Astronomers recently detected at least three hot Jupiters populating an open cluster of stars dubbed Messier 67 (M67). Scientists noted that until now they had no idea that hot jupiters could be present within an open cluster.
The newly found planets were discovered with help from the European Southern Observatory’s La Silla ground telescopes. The research team explained that denser stellar clusters may trigger an excess of interactions between host stars and planets which may provide an explanation to the unusual number of hot Jupiters in M67.
But the team has been keeping an eye on M67 for several years now. Astronomers have so far detected 88 stars within the cluster, which is estimated to be as old as the Sun. They also used the HARPS spectrograph at La Silla Observatory to look for “wobbles” in star’s orbits which may signal the presence of a dense planet such as a hot Jupiter.
Recently the team detected three stars which may host at least one hot Jupiter each. But researchers believe that there may be more planets out there in the cluster.
Hot Jupiters are exoplanets, or planets located outside the Solar System, which is orbiting its host star dangerously close. A hot Jupiter completes its orbital period in less then 10 days. By contrast, Jupiter needs 12 years to go once around the Sun and thus is much colder than our home planet.
Roberto Saglia, leader of the research team and astrophysicist at the Max-Planck-Institut für Extraterrestrische Physik in Germany, explained that such dense stellar clusters can help scientists better understand how these massive planets emerged. Saglia added that the dense environment within M67 spurred planetary formation like in no other places.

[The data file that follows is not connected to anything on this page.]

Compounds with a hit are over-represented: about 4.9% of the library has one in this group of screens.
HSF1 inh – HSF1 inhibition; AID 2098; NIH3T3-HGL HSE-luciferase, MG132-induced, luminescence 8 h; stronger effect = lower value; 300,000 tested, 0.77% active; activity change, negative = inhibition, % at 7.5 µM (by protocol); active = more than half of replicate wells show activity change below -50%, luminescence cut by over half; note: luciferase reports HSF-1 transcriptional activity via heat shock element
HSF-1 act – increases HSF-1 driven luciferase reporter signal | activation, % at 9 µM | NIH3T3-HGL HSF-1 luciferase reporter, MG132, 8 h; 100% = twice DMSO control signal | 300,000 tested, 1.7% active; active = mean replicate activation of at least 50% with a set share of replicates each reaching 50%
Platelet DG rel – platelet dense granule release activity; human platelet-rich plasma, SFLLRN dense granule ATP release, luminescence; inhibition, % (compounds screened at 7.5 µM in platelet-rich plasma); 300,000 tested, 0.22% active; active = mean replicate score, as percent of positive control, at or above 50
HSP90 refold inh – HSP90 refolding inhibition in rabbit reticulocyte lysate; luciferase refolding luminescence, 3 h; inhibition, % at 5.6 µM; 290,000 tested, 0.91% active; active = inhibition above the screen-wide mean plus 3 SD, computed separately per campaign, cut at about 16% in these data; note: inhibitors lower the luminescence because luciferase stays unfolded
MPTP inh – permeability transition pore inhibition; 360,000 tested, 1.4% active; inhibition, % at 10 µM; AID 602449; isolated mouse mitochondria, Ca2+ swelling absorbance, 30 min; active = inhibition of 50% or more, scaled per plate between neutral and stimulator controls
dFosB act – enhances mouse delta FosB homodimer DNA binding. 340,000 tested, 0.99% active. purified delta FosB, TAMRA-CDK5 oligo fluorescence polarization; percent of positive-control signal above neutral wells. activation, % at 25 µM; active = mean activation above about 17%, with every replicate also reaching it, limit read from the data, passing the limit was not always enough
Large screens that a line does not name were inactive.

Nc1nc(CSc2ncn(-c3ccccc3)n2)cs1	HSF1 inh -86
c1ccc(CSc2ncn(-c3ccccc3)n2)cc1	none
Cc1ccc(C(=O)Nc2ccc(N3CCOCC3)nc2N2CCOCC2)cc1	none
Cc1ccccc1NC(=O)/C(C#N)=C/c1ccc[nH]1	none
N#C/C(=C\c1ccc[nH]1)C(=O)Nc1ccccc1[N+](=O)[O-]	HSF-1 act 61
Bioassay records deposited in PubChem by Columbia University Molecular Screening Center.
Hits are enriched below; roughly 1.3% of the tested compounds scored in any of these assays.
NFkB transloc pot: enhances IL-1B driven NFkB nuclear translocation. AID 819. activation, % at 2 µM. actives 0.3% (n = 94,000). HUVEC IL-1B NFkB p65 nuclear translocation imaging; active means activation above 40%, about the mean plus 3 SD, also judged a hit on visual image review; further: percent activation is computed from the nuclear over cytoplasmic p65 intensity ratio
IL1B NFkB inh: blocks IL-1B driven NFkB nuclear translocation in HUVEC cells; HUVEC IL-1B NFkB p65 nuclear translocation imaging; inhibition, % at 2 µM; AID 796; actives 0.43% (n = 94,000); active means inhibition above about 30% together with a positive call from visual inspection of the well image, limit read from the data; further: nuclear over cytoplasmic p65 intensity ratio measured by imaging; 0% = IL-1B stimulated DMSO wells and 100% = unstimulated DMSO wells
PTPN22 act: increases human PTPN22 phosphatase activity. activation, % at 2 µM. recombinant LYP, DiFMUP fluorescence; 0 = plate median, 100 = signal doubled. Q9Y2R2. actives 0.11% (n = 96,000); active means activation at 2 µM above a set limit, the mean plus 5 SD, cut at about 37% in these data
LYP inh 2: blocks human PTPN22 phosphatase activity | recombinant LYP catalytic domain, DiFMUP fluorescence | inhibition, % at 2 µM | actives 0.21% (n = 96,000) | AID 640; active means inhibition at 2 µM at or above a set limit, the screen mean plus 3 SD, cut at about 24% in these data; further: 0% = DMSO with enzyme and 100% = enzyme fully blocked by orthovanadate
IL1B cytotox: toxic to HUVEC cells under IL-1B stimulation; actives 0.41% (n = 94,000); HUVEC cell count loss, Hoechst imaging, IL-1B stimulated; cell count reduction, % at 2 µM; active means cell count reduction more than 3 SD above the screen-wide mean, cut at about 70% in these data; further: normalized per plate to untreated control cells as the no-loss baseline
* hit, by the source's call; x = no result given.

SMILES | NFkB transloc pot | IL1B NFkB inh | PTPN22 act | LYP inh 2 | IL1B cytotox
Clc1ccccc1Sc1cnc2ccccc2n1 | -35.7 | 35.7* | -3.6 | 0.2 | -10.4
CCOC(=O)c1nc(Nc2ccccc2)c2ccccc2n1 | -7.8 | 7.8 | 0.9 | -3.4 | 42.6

The analysis also revealed that hot Jupiters usually occur around stars located inside clusters than around the solitary ones. Anna Brucalassi, another researcher involved in the study, estimates that 5 percent of star within M67 may host hot Jupiters. By contrast, just 1 percent of isolated stars are closely orbited by a hot Jupiter.
“This is really a striking result,”
The team estimates that the newly-found gas giants did not form in the proximity of their parent stars as the conditions there would not permit the formation of a Jupiterian planet. The team speculates that the planets might have formed further from their stellar companions just like our Jupiter did and slowly moved closer to the stars.
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